Organizational behavior Decision making process

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Published Date:18-07-2017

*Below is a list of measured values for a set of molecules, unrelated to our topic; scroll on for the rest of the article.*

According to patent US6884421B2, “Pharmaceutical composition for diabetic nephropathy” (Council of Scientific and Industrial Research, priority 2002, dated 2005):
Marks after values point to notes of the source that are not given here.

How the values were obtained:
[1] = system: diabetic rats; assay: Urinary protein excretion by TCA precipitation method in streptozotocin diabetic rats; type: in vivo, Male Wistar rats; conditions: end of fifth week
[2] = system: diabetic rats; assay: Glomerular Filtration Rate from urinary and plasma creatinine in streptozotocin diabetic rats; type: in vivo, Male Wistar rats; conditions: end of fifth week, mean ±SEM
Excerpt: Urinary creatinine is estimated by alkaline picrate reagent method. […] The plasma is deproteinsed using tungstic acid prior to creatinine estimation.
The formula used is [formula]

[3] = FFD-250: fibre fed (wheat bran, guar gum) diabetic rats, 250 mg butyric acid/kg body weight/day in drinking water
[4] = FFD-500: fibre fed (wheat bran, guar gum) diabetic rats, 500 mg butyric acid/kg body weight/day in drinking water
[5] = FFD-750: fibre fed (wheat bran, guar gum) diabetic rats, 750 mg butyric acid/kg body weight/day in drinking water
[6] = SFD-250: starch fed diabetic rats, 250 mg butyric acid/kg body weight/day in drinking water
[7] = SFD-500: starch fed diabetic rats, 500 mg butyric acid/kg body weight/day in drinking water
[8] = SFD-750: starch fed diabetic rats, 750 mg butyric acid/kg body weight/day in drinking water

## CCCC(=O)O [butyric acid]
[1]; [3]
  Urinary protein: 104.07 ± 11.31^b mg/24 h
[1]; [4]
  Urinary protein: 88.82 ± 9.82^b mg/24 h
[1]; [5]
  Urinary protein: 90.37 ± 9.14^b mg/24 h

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Subject: OB Subject Code: HSSM 3205 Branch: B. Tech. all branches rd th Semester: (3 / 4 SEM) Lecture notes prepared by: Dr. Geetanjali Pradhan (Coordinator) Asst. Prof. Mathematics, Dept. of Mathematics and Humanities College Of Engineering and Technology, BBSR, BPUT i) Ms. Sai Rasmi Patra Lecturer in Management College Of Engineering and Technology, BBSR, BPUT ii) Mr. M. K. Behera Lecturer in Management College Of Engineering and Technology, BBSR, BPUT iii) Mr. S. K. Tripathy Lecturer in Management College Of Engineering and Technology, BBSR, BPUT Disclaimer: The lecture notes have been prepared by referring to many books and notes prepared by the teachers. This document does not claim any originality and cannot be used as a substitute for prescribed textbooks. The information presented here is merely a collection of materials by the committee members of the subject. This is just an additional tool for the teaching-learning process. The teachers, who teach in the class room, generally prepare lecture notes to give direction to the class. These notes are just a digital format of the same. These notes do not claim to be original and cannot be taken as a text book. These notes have been prepared to help the students of BPUT in their preparation for the examination. This is going to give them a broad idea about the curriculum. The ownership of the information lies with the respective authors or institutions. Further, this document is not intended to be used for commercial purpose and the committee faculty members are not accountable for any issues, legal or otherwise, arising out of use of this document. The committee faculty members make no representations or warranties with respect to the accuracy or completeness of the contents of this document and specifically disclaim any implied warranties of merchantability or fitness for a particular purpose. Organizational Behaviour Module I : The study of Organizational Behaviour : Definition and Meaning, Why Study OB Learning – Nature of Learning, How Learning occurs, Learning and OB. Foundations of Individual Behaviour : Personality – Meaning and Definition, Determinants of Personality, Personality Traits, Personality and OB. Perception – Meaning and Definition, Perceptual Process, Importance of Perception in OB. Motivation – Nature and Importance, Herzberg’s Two Factor Theory, Maslow’s Need Hierarchy Theory, Alderfer’s ERG Theory, Evaluations. Module II : Organizational Behaviour Process : Communication – Importance, Types, Gateways and Barriers to Communication, Communication as a tool for improving Interpersonal Effectiveness, Groups in Organizations – Nature, Types, Why do people join groups, Group Cohesiveness and Group Decision- making Managerial Implications, Effective Team Building. Leadership-Leadership & Management, Theories of Leadership-Trait theory, Leader Behaviour theory, Contingency Theory, Leadership and Follower ship, How to be an effective Leader, Conflict-Nature of Conflict and Conflict Resolution. An Introduction to Transactional Analysis (TA). Module-III : Organization : Organizational Culture – Meaning and Definition, Culture and Organizational Effectiveness. Introduction to Human Resource Management-Selection, Orientation, Training and Development, Performance Appraisal, Incentives Organizational Change – Importance of Change, Planned Change and OB techniques. International Organisational Behaviour – Trends in International Business, Cultural Differences and Similarities, Individual and Interpersonal Behaviour in Global Perspective. Organizational Behavior MODULE -1 Definition and Meaning Organizational behavior (often abbreviated OB) is a field of study that investigates the impact that individuals, groups, and structure have on behavior within organizations, for the purpose of applying such knowledge towardimproving an organization’s effectiveness. OB is the study of what people do in an organization and how their behavior affects the organization’s performance. OB includes the core topics of motivation, leader behavior and power, interpersonal communication, group structure and processes, learning, attitude development and perception, change processes, conflict, work design, and work stress. Why study OB? Today’s challenges bring opportunities for managers to use OB concepts. In this section, we review some of the most critical issues confronting managers for which OB offers solutions—or at least meaningful insights toward solutions. Responding to Economic Pressures When times are bad, though, managersare on the front lines with employees who must be fired, who are asked tomake do with less, and who worry about their futures. The difference between good and bad management can be the difference between profit and loss or,ultimately,between survival and failure. In good times, understanding how to reward, satisfy, and retain employees is at a premium.In bad times, issues like stress, decision making, and coping come to the fore. Responding to Globalization Organizations are no longer constrained by national borders all major automobile makers now manufacture cars outside their borders; Honda builds cars in Ohio, Ford in Brazil, Volkswagenin Mexico, and both Mercedes and BMW in South Africa. The world has become a global village. In the process, the manager’s job haschanged.all major automobile makers now manufacture cars outside their borders; Honda builds cars in Ohio, Ford in Brazil, Volkswagenin Mexico, and both Mercedes and BMW in South Africa. The world has become a global village. In the process, the manager’s job haschanged.All major automobile makers now manufacture cars outside their borders; Honda builds cars in Ohio, Ford in Brazil, Volkswagenin Mexico, and both Mercedes and BMW in South Africa The world has become a global village. In the process, the manager’s job has changed. Increased Foreign Assignments If you’re a manager and you are transferred to your employer’s subsidiary in another country, you have to manage a workforce having different needs, aspirations, and attitudes. Working with People from Different Cultures To work effectively with people from different cultures, you need to understand how their culture, geography, and religion have shaped them and how to adapt your management style to their differences. Overseeing Movement of Jobs to Countries with Low-Cost Labor In a global economy, jobs tend to flow where lower costs give businesses a comparative advantage. It’s not by chance that many in the United States wear clothes made in China, work on computers whose microchips came from Taiwan, and watch movies filmed in Canada. Managing Workforce Diversity One of the most important challenges for organizations is adapting to people who are different. We describe this challenge as workforce diversity. Whereas globalization focuses on differences among people from different countries, workforce diversity addresses differences among people within given countries. Workforce diversity acknowledges a workforce of women and men; many racial and ethnic groups; individuals with a variety of physical or psychologicalabilities; and people who differ in age and sexual orientation. Improving Customer Service Management needs to create a customer-responsive culture. OB can provide considerable guidance in helping managers create such cultures—in which employees are friendly and courteous, accessible, knowledgeable, prompt in responding to customer needs, and willing to do what’s necessary to please the customer. Improving People Skills You’ll gain insights into specific people skills that you can use on the job. You’ll learn ways to design motivating jobs, techniques for improving your listening skills, and how to create more effective teams. Stimulating Innovation and Change An organization’s employees can be the impetus for innovation and change, The challenge for managers is to stimulate their employees’ creativity and tolerance for change. The field of OB provides a wealth of ideas and techniques to aid in realizing these goals. Coping with “Temporariness Today most managers and employees today work in a climate best characterized as “temporary. permanent employees are replaced with temporary workers. Managers and employees must learn to cope with temporariness, flexibility, spontaneity, and unpredictability. The study of OB can help you better understand a work world of continual change, overcome resistance to change, and create an organizational culture that thrives on change. Working in Networked Organizations Networked organizations use e-mail, the Internet, and video-conferencing allow employees to communicate and work together even though they are thousands of miles apart. The manager’s job in a networked organization requires different techniques from those used when workers are physically present in a single location. Helping Employees Balance Work–Life Conflicts Employees increasingly recognize that work infringes on their personal lives, and they’re not happy about it. Recent studies suggest employees want jobs that give them flexibility in their work schedules so they can better manage work–life conflicts. OB offers a number of suggestions to guide managers in designing workplaces and jobs that can help employees deal with work–life conflicts. Creating a Positive Work Environment organizations are trying to realize a competitive advantage by fostering a positive work environment which means practicing engagement, hope, optimism, and resilience in the face of strain. Improving Ethical Behavior Employees see people all around them engaging in unethical practices—elected official Employees paid expense accounts or take bribes; corporate executives inflate profits so they can cash in lucrative stock options; and university administrators look the other way when winning coaches encourage scholarship athletes to take easy courses. Managers and their organizations are responding to the problem of unethical behavior in a number of ways.They’re writing and distributing codes of ethics to guide employees through ethical dilemmas. They’re offering seminars, workshops, and other training programs to try to improve ethical behaviors. They’re providing in-house advisors who can be contacted, in many cases anonymously, for assistance in dealing with ethical issues, and they’re creating protection mechanisms for employees who reveal internal unethical practices LEARNING INTRODUCTION If a manager wants to explain and predict human behaviour, he/she needs to understand how learning occurs or how people learn. So it is very very necessary to know the nature, process and principles of learning. According to S.P. Robbins, “learning is any relatively permanent change in behavior that occurs as a result of experience.” LEARNING PROCESS/NATURE Theories of Learning: Learning is part of every one’s life. In our life, all complex behavior is learned. Learning is defined as any relatively permanent change in behavior that occurs as a result of experience. Whenever any change occurs learning is taken place in the individual. If an individual behaves, reacts, responds as a result of experience which is different from others, a person has encountered some new learning experience in his life. This definition consists of the following four key elements: i) Change process: Learning involves some change in oneself in terms of observable actions explicitly shown to others or change in one’s attitude or thought process occur with oneself implicitly. Change may be good or bad or positive or negative from an organization point of view. If a person is happened to experience some negative incidents, that person will hold prejudices or bias or to restrict their output. On the contrary, if a person is encountering some good incident, that person is likely to hold positive attitude. ii) Permanent change: Due to whatever exposure a person encounters, the impact what it generates may be long lasting and permanent. Hence, the change must be of relatively permanent. If change occurs due to fatigue or alcohol consumption or temporary adaptation, it may be vanished once the goal is achieved. iii) Setting behavioral actions: Explicit changes occurring in behavior is the main goal of learning process. A change in an individual’s thought process or attitudes without any changes in many explicit behavior will not be considered as learning process. iv) Need for meaningful experiences: Some form of experiences is necessary for learning. Experience may be acquired directly through observation or practice. If experience results in a relatively permanent change in behavior, one can confidently say that learning has taken place. Theories of Learning: There are three types of learning theories. These theories are classical conditioning, operant conditioning and social learning. FACTORS AFFECTING LEARNING  Motivation of the learner  Mental set of the learner  Nature of Learning Material  Practice  Environment CLASSICAL CONDITIONING THEORY Russian physiologist Ivan Pavlov developed classical conditioning theory. When he was doing a research on the chemical properties of saliva of dog, he noticed accidentally that the dog started salivating the moment hearing the sound of a door of cupboard clinging. Based on his observation, he wanted to do some experiment whether the dog can be conditioned to respond to any neutral stimuli. He used a simple surgical procedure to operate the salivary glands of a dog to measure accurately the amount of saliva. Pavlov’s Experiment: Pavlov conducted his experiment in three stages. Stage I: When Pavlov presented the dog with a piece of meat, the dog exhibited a noticeable increase in salivation. The meat is unconditional stimulus and salivation is unconditional response. Stage II: In this stage, the dog was not given a peace of meat but only exposed to a sound of ringing bell; the dog did not salivate to the mere sound of a ringing bell. Stage III: Pavlov decided to link both the presentation of meat and the ringing of a bell one after the other with an interval of 5 minutes. After repeatedly hearing the bell before getting the meat, the dog began to salivate as soon the bell rang. There is an association or link between meat and ringing a bell. After repeating the association between meat and ringing a bell, the dog started salivating merely at the sound of the bell, even if no food was offered. The dog is now conditioned to respond to a sound of a bell and started salivating. This is called classical conditioning process. Thus, classical condition is defined as the formation of S-R link (Stimulus-Response) or habit between a conditioned stimulus and a conditioned response through the repeated paring of conditioned stimulus with an unconditioned stimulus. In this experiment, the meat is unconditioned stimulus, and the expected response that is, salivating to the meat is called as unconditioned response. The sound of a bell is a neutral stimulus which does not have any property to elicit salivation, is called as conditioned stimulus. Although it was originally neutral, if the bell was paired with meat (unconditioned stimulus) it acquired the same property as meat eliciting the salivation. The sound of a bell produced salivation when presented alone. This is called conditioned response, that is, now the dog is conditioned to respond to the sound of a bell. Learning conditioned response involves building up an association between a conditioned stimulus and unconditioned stimulus. When the stimuli, one is natural and the other one neutral are paired, the neutral one becomes a conditioned stimulus and hence takes on the properties of the unconditioned stimulus. APPLICATION OF CLASSICAL CONDITIONING PRINCIPLES AT WORK Whenever President or Vice-President of Corporate Office visits factory site the employees in the shop floor will more attentive at work and look more prim, proper and active in their work life. It is quite natural that top management personnel visit (Unconditioned Stimulus) evoking or eliciting a desired response- being prim and proper at work from the employees (Unconditioned Response). The routine cleaning of windows or floor of the administrative office will be neutral stimulus never evoking any response from the employees. If the visit of the top management personnel is associated with such cleaning process, eventually the employees would turn on their best output and look prim and active the moment windows and floor are being cleaned up. The employees had learned to associate the cleaning of the windows with a visit from the head office. The cleaning process (conditioned stimulus) evoked attentive and active work behavior (conditioned response). Similarly, Christmas Carols songs bring pleasant memories of childhood as these songs are being associated with the festive Christmas Spirit. Classical conditioning is passive. It is elicited in response to a specific, identifiable event. OPERANT CONDITIONING Operant conditioned principle is proposed by B.F. Skinner, an American Psychologist. It is a type of conditioning in which desired voluntary behavior leads to a reward or prevent a punishment. Operant conditioning principle emphasizes strongly that the behavior of an individual is a function of its consequences. If the consequences are pleasant, the behavior associated with such consequences will be repeated again and again. If the consequences are unpleasant, the behavior will be in extinct. The rationale behind this theory is that people learn to behave in order to get something they want or to avoid something they don’t want. Operant condition is learned process. The tendency to repeat such behaviour is influenced by the reinforcement or lack of reinforcement brought about by the consequences of the behavior. The proper reinforcement strengthens a behavior and increases the likelihood that it will be repeated. Skinner’s Experiment: Skinner developed an apparatus to conduct a series of learning experiment using rats. He named that apparatus as Skinner’s Box which has certain features such as a lever, bowl, light, water container etc. A highly deprived rat is placed in the box. Once a rat nudges or touches or hits the lever attached in the corner of the box, a piece of food pellet is dropped in the bowl. By trial and error, the rat learns that hitting the lever is followed by getting a food pellet in the bowl. Skinner coined the term operant response to any behavioral act such as pressing or hitting or nudging the lever that has some effect on the environment. Thus in a typical experiment with a skinner box, hitting or pressing the lever is an operant response, and the increased rate of lever hitting or pressing that occurs when the response is followed by a pellet of food exemplifies operant conditioning. APPLICATION OF OPERANT CONDITIONING IN WORK LIFE If a sales person who hits the assigned target of sales quota will be reinforced with a suitable attractive reward, the chances of hitting further sales target in future will be exemplified. Skinner argued that creating pleasant consequences (giving attractive rewards) to follow specific forms of behavior (hitting sales target) would increase the frequency of that behavior. People will most likely engage in desired behaviors if they are positively reinforced for doing so. Rewards are most effective if they immediately follow the desired response. In addition, behavior that is not rewarded is less likely to be repeated. A commissioned sales person wanting to earn a sizeable income finds that doing so is contingent on generating high sales in his territory. COGNITIVE LEARNING THEORY Cognition refers to an individual’s thoughts, knowledge, interpretations, understandings or views about oneself and his/her environment. Based on it cognitive theory argues that the person tries to formhis/her cognitive structure in memory, which preserves and organizes all information relating to the events that may occur in learning situation. Here an experiment was conducted on a monkey by Kohler. Kohler presented two sticks to a monkey in a cage. Both sticks were too short to reach a banana lying outside cage. This produced an experience, or say, cognition, insight monkey. What monkey did without any prior exposure, joined both sticks together and pulled the banana inside the cage. Clearly learning took place inside the mind of monkey. Thus, the learning process involved in this case is putting or organizing bits of information in a new manner perceived inside the mind. This type of learning is very imp in organizational behaviour for changing attitudes by the individuals. SOCIAL LEARNING THEORY People learn through both observation and direct experience, which is called as social learning theory. Individual learn by observing what happens to other people and just by being told about something, as well as by direct experiences. By observing people around us, mostly from parents, teachers, peers, films and television performers, bosses, we learn new behavior pattern. The following four processes are vital to determine the influence that a model will have on an individual. i) Attention Process: People learn from a model only when they recognize and pay attention to its critical features. People tend to be most influenced by models that are attractive, repeatedly available similar to us in our estimation. ii) Retention Process: A model’s influence will depend on how well the individual remembers the model’s action after the model is no longer readily available. iii) Motor Reproduction Process: After a person has seen a new behavior by observing the model, the watching must be converted to doing. This process then demonstrates that the individual can perform the modeled activities. iv) Reinforcement Process: Individual will be motivated to exhibit they modeled behavior if positive incentives or rewards are provided. Behavior that is positively reinforced will be given more attention, learned better and performed more often. Personality Meaning and Definition personality is defined as the sum total of ways in which an individual reacts to and interacts with others. Personality Determinants An individual’s personality is the result of heredity and environment. Heredity refers to factors determined at conception. Heredity approach argues that the ultimate explanation of an individual’s personality is the molecular structure of the genes, located in the chromosomes. Physical environment determines cultural development and to the extent, that culture in turn determines personality, a relationship between personality and environment becomes clear. Climate and topography determine to a great extent the physical and mental traits of a people. The people of mountains as well as deserts are usually bold, hard and powerful. PERSONALITY TRAITS Big Five Model gives five basic personality traits presented below. ● Extraversion. The extraversion dimension captures our comfort level with relationships. Extraverts tend to be gregarious, assertive, and sociable. Introverts tend to be reserved, timid, and quiet. ● Agreeableness. The agreeableness dimension refers to an individual’s propensity to defer to others. Highly agreeable people are cooperative, warm, and trusting. People who score low on agreeableness are cold, disagreeable, and antagonistic. ● Conscientiousness. The conscientiousness dimension is a measure of reliability. A highly conscientious person is responsible, organized, dependable, and persistent. Those who score low on this dimension are easily distracted, disorganized, and unreliable. ● Emotional stability. The emotional stability dimension—often labeled by its converse, neuroticism—taps a person’s ability to withstand stress. People with positive emotional stability tend to be calm, self-confident, and secure. Those with high negative scores tend to be nervous, anxious, depressed, and insecure. ● Openness to experience. The openness to experience dimension addresses range of interests and fascination with novelty. Extremely open people are creative, curious, and artistically sensitive. Those at the other end of the category are conventional and find comfort in the familiar. PERSONALITY AND OB Here we would discuss How the Big Five personality Traits affect OB Criteria. Emotional stability WHY IS IT RELEVANT? • Less negative thinking and fewer negative emotions • Less hyper-vigilant WHAT DOES IT AFFECT? • Higher job & life satisfaction • Lower stress levels Extroversion WHY IS IT RELEVANT? • Better interpersonal skills • Greater social dominance • More emotionally expressive WHAT DOES IT AFFECT? • Higher performance • Enhanced leadership • Higher job & life satisfaction Openness WHY IS IT RELEVANT? • Increased learning • More creative • More flexible & autonomous WHAT DOES IT AFFECT? • Training performance • Enhanced leadership • More adaptable to change Agreeableness WHY IS IT RELEVANT? • Better liked • More compliant and Conforming WHAT DOES IT AFFECT? • Higher performance • Lower levels of deviant behavior Conscientiousness WHY IS IT RELEVANT? • Greater effort & persistence • More drive and discipline • Better organized & planning WHAT DOES IT AFFECT? • Higher performance • Enhanced leadership • Greater longevity Other Personality Traits Relevant to OB The other personality traits are Machiavellianism, narcissism, self-monitoring, propensity for risk taking, proactive personality, and other-orientation. core self-evaluation Bottom-line conclusions individuals have about their capabilities, competence, and worth as a person. Machiavellianism The degree to which an individual is pragmatic,maintains emotional distance, and believes that ends can justify means. narcissism The tendency to be arrogant, have a grandiose sense of self-importance, require excessive admiration, and have a sense of entitlement. self-monitoring A personality trait that measures an individual’s ability to adjust his or her behavior to external, situational factors. High risk-taking managers made more rapid decisions and used less information than did the low risk takers. Interestingly, decision accuracy was the same for both groups. proactive personality People who identify opportunities, show initiative, take action, and persevere until meaningful change occurs. Other-orientation, a personality trait that reflects the extent to which decisions are affected by social influences and concerns vs. our own well-being and outcomes. It appears that having a strong orientation toward helping others does affect some behaviors that actually matter for organizations. PERCEPTION Perception is a process by which individuals organize and interpret their sensory impressions in order to give meaning to their environment. Factors That Influence Perception A number of factors influence perception. There are three factors influencing perception which are related to the perceiver, factors relate d to the target, Factors related to the situation. FACTORS RELATED TO THE PERCEIVER i)Projection: The perceiver tries to project his personality attributes in others is known as projection. ii)Mental makeup: The perceiver has pre set notion in his mind about certain objects, events and people. The moment he has to deal or act upon those events, he already knows how to act or react as he has made his mental set up to deal with such situations. iii)Stereotyping: Judging someone on the basis of one’s perception of the group to which that person belongs. In organizations, we frequently hear comments that represent stereotypes based on gender, age, race, religion, ethnicity, and even weight . “Men aren’t interested in child care,” “Older workers can’t learn new skills,” “Asian immigrants are hardworking and conscientious.” iv) Halo Effect: . When we draw a general impression about an individual on the basis of a single characteristic, such as intelligence, sociability, or appearance, a halo effect is operating. v) First Impression :The perceiver forms an impression about the perceived when he meets him for the first time. First impression is normally difficult to change vi) Recency Effect: Recency effect is the effect that the recent event has on the perceiver. During performance appraisal, the employees are rated on the basis of their latest performance. FACTORS RELATED TO THE TARGET Characteristics of the target also affect what we perceive. Loud people are more likely to be noticed in a group than quiet ones. So, too, are extremely attractive or unattractive individuals. Because we don’t look at targets in isolation, the relationship of a target to its background also influences perception, as does our tendency. FACTORS RELATED TO THE SITUATION: Situation matters too. Factors in the situation are time,work setting and social setting The time at which we see an object or event can influence our attention, as can location, light, heat, or any number of situational factors. PERCEPTUAL PROCESS: Stage I: Receiving stimuli : The perception process starts with receiving stimuli. It depicts the environmental stimuli being received by the fives sense organs. Stage II: Selection of the Stimuli: In this stage, selection of some stimuli happens for further processing while the rest are screened out. This is governed by both factors external to the individual, such as the size, intensity, repetition, contrast and internal to the individual, such as the self concept, belief, expectation, response disposition of the perceiver. Stage III: Organisation of stimuli : The selected stimuli is organized in the perceiver’s mind to give it a meaningful term. The perceiver is influenced by figure and ground and percetual grouping . Figure and Ground: What a person observes is dependent on how a central figure is being separated from its background. This implies that the perceived object or person or event stands out distinct from its background and occupies the cognitive space of the individual. In a dance programme, the spectators’ tend to perceive the dance performance against the back ground music, backdrop setup etc. The perceiver thus tends to organize only the information which stands out in the environment which seems to be significant to the individual. Perceptual Grouping: It means grouping stimuli into an organized pattern. It happens on the basis of proximity, similarity and closure. Proximity: People tend to perceive things, which are nearer to each other, as together as group rather than separately. If four or five members are standing together, we tend to assume that they are belonging to same group rather than as separately. As a result of physical proximity, we often put together objects or events or people as one group even though they are unrelated. Employees in a particular section are seen as group. Similarity: Persons, objects or events that are similar to each other also tend to be grouped together. This organizing mechanism helps us to deal with information in an efficiently way rather than getting bogged down and confused with too many details. For examples, if we happen to see a group of foreign nationals at an International seminar, Indians are grouped as one group, British as another, Americans as yet another based on the similarity of nationalities. Closure: In many situation, the information what we intend to get may be in bits and pieces and not fully complete in all respects. However, we tend to fill up the gaps in the missing parts and making it as meaningful whole. Such mental process of filling up the missing element is called as closure. For example, while giving promotions to the staff members, the managers will try to get full information to make an effective decision, in absence of getting complete information, managers try to make meaningful assumptions and based on that suitable decision will be made. Stage IV: Interpretation: Assigning meaning to data is called interpretation. Once the inputs are organized in human mind, the perceiver interpretes the inputs and draws conclusion from it.But interpretation is subjective as different people interpret the same information in different ways. Stage V: Behavior Response or Action: In this stage the response of the perceiver takes on both covert and overt characteristics. Covert response will be reflected in the attitudes, motives, and feelings of the perceiver and overt responses will be reflected in the actions of the individual. IMPORTANCE OF PERCEPTION IN OB People in organisations are always assessing others. Managers must appraise their subordinate's performance, evaluate how co-workers are working. When a new person joins a department he or she is immediately assessed by the other persons. These have important effect on the organisation. Employment Interview: Employment interview is an important input into the hiring decision, and perceptual factors influence who is hired and vis-à-vis the Quality of an organistaions labour force. Performance Appraisals: Performance appraisal is dependent on the perceptual process. An employee’s future is closely tied to the appraisal—promotion, pay raises, and continuation of employment are among the most obvious outcomes. Assessing Level of Effort: In many organisations, the level of an employee's effort is given high importance. Assessment of an individual's effort is a subjective judgment susceptible to perceptual distortions and bias. Assessing Loyalty: Another important judgment that managers decide about employees is whether they are loyal to the organisation. Productivity: What individuals perceive from their work situation will influence their productivity. More than the situation itself than whether a job is actually interesting or challenging is not relevant. How a manager successfully plans and organises the work of his subordinates and actually helps them in structuring their work is far less important than how his subordinates perceive his efforts. Therefore, to be able to influence productivity, it is necessary to assess how workers perceive their jobs. Absenteeism and Turnover: Absence and Turnover are some of the reactions to the individuals perception. Managers must understand how each individual interprets his job. and where there is a significant difference between what is seen and what exists and try to eliminate the distortions. Failure to deal with the differences when individuals perceive the job in negative terms will result in increased absenteeism and turnover. Job Satisfaction: Job satisfaction is a highly subjective, and feeling of the benefits that derive from the job. Clearly his variable is critically linked to perception. If job satisfaction is to be improved, the worker's perception of the job characteristics, supervision and the organisation as a whole must be positive. Understanding the process of perception is important because (1) It is unlikely that any person's definition of reality will be identical to an objective assessment of reality. (2) It is unlikely thattwo different person’s definition of reality will be exactly the same. (3) Individual perceptions directly influences the behaviour exhibited in a given situation. MOTIVATION Nature and importance of Motivation: We define motivation as the processes that account for an individual’s intensity, direction, and persistence of effort toward attaining a goal. Importance of Motivation To increase work efficiency To combine ability with willingness To reduce the rate of labour turnover To develop the leadership quality THEOREIS OF MOTIVATION Maslow’s Hierarchy of Needs The best-known theory of motivation is Abraham Maslow’s hierarchy of needs . 5 Maslow hypothesized that within every human being, there exists a hierarchy of five needs: 1. Physiological. Includes hunger, thirst, shelter, sex, and other bodily needs. 2. Safety. Security and protection from physical and emotional harm. 3. Social. Affection, belongingness, acceptance, and friendship. 4. Esteem. Internal factors such as self-respect, autonomy, and achievement, and external factors such as status, recognition, and attention. 5. Self-actualization. Drive to become what we are capable of becoming; includes growth, achieving our potential, and self-fulfillment. Although no need is ever fully gratified, a substantially satisfied need no longer motivates. Thus as each becomes substantially satisfied, the next one becomes dominant. So if you want to motivate someone, according to Maslow, you need to understand what level of the hierarchy that person is currently on and focus on satisfying needs at or above that level, moving up the steps in. Implications of Maslow’s Hierarchy of Needs Theory This model helps the managers to understand and deal with issues of employee motivation at the workplace. This model can be applied to motivate people at all levels in the organization. Managers who understand the need patterns of their staff can help the employees to engage in the kinds of work activities and provide the types of work environment that will satisfy their needs at work. For instance, the employees love and belonging needs can be fully satisfied by organizing yearly dinner and dance program, office week end parties, creating recreation clubs or social clubs etc. Fortunately, the workplace has the potential to offer need gratification for several different types of needs, and mangers can motivate employees by giving appropriate organizational support which will gratify individual’s needs. Thus, despite its drawbacks, Maslow’s theory offers managers a good technique on understanding the motives or needs of individuals and how to motivate organizational members. Herzberg’s Two-Factor Theory of Motivation Herzberg’s Two-Factor Theory is also called motivation-hygiene theory. A theory that relates intrinsic factors to job satisfaction and associates extrinsic factors with dissatisfaction. hygiene factors Factors—such as company policy and administration, supervision, and salary—that, when adequate in a job, placate workers. Herzberg argued that improvement in the hygiene factors would only minimize dissatisfaction but not increase satisfaction and motivation Motivating Factors The presence of motivating factors always ensures job satisfaction and happiness among the employees. They are: achievement, recognition, responsibility, advancement, growth and the work itself. These motivating factors are relating to the work content factors. Implications for Managers In Herzberg’s framework, these managerial reactions have focused primarily on the hygiene factors surrounding the job, which has resulted in bringing individual to the theoretical “zero point” of motivation. The two-factor theory would predict that improvements in motivation would only appear when managerial action focused not only the factors surrounding the job but on the inherent in most assembly line jobs and developing jobs that can provide increased levels of challenge and opportunities for a sense of achievement, advancement, growth and personal development. ERG THEORY: ERG Theory: Alderfer proposed a modified version of Maslow’s need hierarchy and labeled as ERG theory. Alderfer’s ERG refers to three groups of core needs – Existence, Relatedness and Growth(ERG).